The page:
The Insurance Corporation of British Columbia says that from 2000 to late 2002, 86 people between the ages of 18 and 21 were killed in car crashes in that province. Most of the crashes involved high speeds.

Amid growing public outcry and a mounting death toll, the B.C. government responded by enacting the toughest laws in Canada against street racing. In 2002, the province introduced legislation that gave police the authority to immediately impound any vehicle used in a street race. A vehicle can be impounded for 48 hours for a first offence and for up to 30 days if the driver is caught again within two years. It also allows police to suspend street racers' drivers' licences on the spot. As well, it sets a maximum fine for street racing: $2,000 plus demerit points.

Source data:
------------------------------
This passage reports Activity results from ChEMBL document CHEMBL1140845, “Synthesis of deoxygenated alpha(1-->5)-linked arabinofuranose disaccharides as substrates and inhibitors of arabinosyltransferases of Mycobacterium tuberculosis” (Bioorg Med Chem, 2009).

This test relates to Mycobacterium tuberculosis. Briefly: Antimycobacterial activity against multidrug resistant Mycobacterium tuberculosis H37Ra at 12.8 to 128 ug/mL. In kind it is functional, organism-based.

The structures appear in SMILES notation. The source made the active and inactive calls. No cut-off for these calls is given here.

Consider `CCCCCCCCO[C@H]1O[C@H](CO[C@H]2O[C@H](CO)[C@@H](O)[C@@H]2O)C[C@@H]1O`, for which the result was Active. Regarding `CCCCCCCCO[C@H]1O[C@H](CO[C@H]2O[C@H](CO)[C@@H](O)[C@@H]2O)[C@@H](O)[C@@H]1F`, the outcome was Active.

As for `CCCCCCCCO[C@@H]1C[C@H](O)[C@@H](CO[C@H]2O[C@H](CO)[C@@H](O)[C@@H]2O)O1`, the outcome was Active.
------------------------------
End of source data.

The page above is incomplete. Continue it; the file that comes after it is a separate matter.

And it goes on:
Ontario's hot spot, as we know, is Toronto. It also is the deadliest area in the province. Between May 24, 2001 and May 24, 2002, according to police, there were 17 deaths in that city attributable to street racing.

In my own province of Manitoba, under section 189 of the province's motor vehicle act, no person shall race a motor vehicle. It carries a fine of up to $5,000 upon conviction, plus 8 demerit points, which also means that a driver's insurance goes up by $250 and a driver's licence can be suspended for 6 to 9 months. There are also prohibitions against inappropriate modifications to vehicles, although some exemptions are made for raising and lowering suspensions, mostly for heavy loads and mobility vehicles.

We know that the United States, New Zealand and the United Kingdom also have put in provisions to deter street racing, but as members know, a lot of youths do not understand at this point in their lives how dangerous street racing is. I think that every generation since the invention of the motor vehicle probably has had some kind of racing phenomenon or experience, but the problem is that the cars youths have today are not like the cars we used 40 or 50 years ago.